President Barack Obama delivered the eulogy for the Reverend Clementa Pinckney in Charleston's TD Arena in a funeral that was attended by thousands.

Pinckney was one of nine churchgoers that were shot and killed by alleged shooter Dylann Roof at the historically black Emanuel African Methodist Episcopal Church in Charleston, South Carolina.

"We are here today to remember a man of God who lived by faith, a man who believed in things not seen, a man who believed there were better days ahead off in the distance," Obama said. "He believed his efforts would deliver a better life for those who followed."

The nearly 40-minute eulogy included a rendition of Amazing Grace led by the president and was sung by a crowd of 5,500 people.

According to ABC News, the president also spoke about race relations in the US and the increase in gun violence around the nation. "Maybe we now realise the way racial bias can infect us even when we don't realise it," he said. "For too long, we've been blind to the unique mayhem that gun violence inflicts on this nation."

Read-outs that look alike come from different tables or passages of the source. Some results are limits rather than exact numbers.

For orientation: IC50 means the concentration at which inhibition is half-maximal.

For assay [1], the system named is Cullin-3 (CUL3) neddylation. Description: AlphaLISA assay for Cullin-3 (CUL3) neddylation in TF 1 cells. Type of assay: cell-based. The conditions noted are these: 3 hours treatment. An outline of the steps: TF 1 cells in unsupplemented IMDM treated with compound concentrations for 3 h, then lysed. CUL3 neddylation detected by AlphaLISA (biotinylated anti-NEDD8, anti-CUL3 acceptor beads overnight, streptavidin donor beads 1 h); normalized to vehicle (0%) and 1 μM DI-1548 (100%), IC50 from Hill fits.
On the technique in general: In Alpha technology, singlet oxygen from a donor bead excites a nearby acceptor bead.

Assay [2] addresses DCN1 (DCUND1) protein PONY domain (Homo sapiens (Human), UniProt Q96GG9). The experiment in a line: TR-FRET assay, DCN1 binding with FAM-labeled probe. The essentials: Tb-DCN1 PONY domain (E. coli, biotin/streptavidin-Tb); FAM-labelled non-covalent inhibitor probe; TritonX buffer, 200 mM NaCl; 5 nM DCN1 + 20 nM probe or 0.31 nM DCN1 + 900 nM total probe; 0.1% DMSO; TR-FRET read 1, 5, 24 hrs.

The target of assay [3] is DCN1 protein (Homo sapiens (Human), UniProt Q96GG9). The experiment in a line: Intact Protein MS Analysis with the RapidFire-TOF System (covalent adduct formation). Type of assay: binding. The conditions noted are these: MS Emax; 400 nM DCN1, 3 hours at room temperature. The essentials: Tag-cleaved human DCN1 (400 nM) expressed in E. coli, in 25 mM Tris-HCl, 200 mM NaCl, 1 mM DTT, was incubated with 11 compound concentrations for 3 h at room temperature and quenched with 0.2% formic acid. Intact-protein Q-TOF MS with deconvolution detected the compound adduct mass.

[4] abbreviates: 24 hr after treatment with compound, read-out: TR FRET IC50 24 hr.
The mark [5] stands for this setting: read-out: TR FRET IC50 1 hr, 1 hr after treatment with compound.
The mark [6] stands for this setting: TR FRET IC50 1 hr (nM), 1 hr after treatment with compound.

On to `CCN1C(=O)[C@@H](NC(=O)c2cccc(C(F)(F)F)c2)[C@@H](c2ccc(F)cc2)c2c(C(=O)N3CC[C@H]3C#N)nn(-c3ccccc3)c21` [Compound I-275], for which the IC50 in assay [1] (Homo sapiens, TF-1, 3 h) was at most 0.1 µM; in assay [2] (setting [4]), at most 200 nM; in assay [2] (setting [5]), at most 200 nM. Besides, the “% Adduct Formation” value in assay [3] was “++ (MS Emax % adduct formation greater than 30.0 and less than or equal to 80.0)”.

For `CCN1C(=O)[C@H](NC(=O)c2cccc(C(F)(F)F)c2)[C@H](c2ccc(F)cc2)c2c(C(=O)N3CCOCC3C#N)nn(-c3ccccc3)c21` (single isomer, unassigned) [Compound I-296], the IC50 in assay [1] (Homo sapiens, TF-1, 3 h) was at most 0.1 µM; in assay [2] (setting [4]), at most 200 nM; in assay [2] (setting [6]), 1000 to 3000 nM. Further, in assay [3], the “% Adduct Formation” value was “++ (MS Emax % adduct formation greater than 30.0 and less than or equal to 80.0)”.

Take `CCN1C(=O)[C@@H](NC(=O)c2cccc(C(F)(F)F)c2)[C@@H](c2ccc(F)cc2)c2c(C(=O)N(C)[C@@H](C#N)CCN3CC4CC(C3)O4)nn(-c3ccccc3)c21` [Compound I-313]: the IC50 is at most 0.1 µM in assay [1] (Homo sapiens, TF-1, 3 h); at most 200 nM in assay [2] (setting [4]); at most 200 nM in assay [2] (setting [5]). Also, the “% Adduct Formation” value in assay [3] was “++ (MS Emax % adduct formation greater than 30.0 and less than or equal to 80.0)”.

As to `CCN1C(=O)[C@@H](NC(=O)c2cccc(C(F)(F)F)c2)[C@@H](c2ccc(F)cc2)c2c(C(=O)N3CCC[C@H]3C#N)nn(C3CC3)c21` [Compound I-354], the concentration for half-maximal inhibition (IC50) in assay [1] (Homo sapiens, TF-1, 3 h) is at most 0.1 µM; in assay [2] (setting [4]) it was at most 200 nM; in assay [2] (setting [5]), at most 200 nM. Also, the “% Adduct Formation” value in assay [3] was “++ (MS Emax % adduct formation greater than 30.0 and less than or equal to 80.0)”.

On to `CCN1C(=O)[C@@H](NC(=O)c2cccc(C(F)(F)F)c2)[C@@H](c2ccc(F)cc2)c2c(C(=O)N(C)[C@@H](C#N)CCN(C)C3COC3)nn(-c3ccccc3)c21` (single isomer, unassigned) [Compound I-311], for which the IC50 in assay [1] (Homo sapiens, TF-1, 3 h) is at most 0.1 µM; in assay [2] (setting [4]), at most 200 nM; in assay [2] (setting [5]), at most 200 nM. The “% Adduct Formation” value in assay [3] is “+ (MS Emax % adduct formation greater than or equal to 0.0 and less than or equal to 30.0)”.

He continued: "It would be a betrayal of everything Reverend Pinckney stood for if we allow ourselves to slip into a comfortable silence again...Once the eulogies have been delivered, once the TV cameras move on, to go back to business as usual. That's what we so often do."

The Wall Street Journal noted that Obama said it was time to remove the Confederate flag from around the US. The president said removing the now controversial flag would "not be an insult to the valour of Confederate soldiers", but would acknowledge that "the cause for which they fought, the cause of slavery, was wrong".

Obama also took time to honour the eight other victims killed during the Bible study shooting last week. "To lose him at 41, slain in his sanctuary, with eight wonderful members of his flock, each at different stages in life but bound together by a common commitment to God," the president said. "People so full of life and so full of kindness. People who ran the race and persevered. People of great faith."

ABC News reported the president referenced the 21-year-old alleged gunman, who he said was "blinded by hatred".

"He didn't know he was being used by God," Obama said of Roof. He added that the shooter did not realise "how the United States of America would respond not only at revulsion at his evil act but with big-hearted generosity and more importantly with the thoughtful introspection and examination that we so rarely see in public life".